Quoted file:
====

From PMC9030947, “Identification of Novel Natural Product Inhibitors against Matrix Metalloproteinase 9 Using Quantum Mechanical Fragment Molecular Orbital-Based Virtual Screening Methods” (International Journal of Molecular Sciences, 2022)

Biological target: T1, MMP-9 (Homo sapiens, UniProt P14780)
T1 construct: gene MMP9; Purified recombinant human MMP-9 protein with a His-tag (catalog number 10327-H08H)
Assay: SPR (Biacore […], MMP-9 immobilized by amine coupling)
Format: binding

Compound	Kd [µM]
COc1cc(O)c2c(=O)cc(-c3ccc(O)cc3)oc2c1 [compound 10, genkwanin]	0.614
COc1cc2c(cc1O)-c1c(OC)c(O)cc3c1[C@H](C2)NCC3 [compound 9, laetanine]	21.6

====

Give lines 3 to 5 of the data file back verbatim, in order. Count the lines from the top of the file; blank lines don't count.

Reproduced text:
T1 construct: gene MMP9; Purified recombinant human MMP-9 protein with a His-tag (catalog number 10327-H08H)
Assay: SPR (Biacore […], MMP-9 immobilized by amine coupling)
Format: binding